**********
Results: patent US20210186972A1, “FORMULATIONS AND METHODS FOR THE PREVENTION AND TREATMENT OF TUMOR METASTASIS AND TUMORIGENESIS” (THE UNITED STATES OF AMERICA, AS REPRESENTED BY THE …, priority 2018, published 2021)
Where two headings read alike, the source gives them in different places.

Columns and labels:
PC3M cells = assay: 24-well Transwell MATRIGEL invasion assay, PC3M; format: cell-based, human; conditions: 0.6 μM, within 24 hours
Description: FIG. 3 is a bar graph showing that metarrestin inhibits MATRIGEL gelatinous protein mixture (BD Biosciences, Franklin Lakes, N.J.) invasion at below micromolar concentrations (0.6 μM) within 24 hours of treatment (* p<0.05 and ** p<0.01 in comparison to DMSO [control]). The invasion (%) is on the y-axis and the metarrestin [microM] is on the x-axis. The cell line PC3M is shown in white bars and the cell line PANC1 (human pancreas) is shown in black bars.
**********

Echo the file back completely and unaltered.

Results: patent US20210186972A1, “FORMULATIONS AND METHODS FOR THE PREVENTION AND TREATMENT OF TUMOR METASTASIS AND TUMORIGENESIS” (THE UNITED STATES OF AMERICA, AS REPRESENTED BY THE …, priority 2018, published 2021)
Where two headings read alike, the source gives them in different places.

Columns and labels:
PC3M cells = assay: 24-well Transwell MATRIGEL invasion assay, PC3M; format: cell-based, human; conditions: 0.6 μM, within 24 hours
Description: FIG. 3 is a bar graph showing that metarrestin inhibits MATRIGEL gelatinous protein mixture (BD Biosciences, Franklin Lakes, N.J.) invasion at below micromolar concentrations (0.6 μM) within 24 hours of treatment (* p<0.05 and ** p<0.01 in comparison to DMSO [control]). The invasion (%) is on the y-axis and the metarrestin [microM] is on the x-axis. The cell line PC3M is shown in white bars and the cell line PANC1 (human pancreas) is shown in black bars.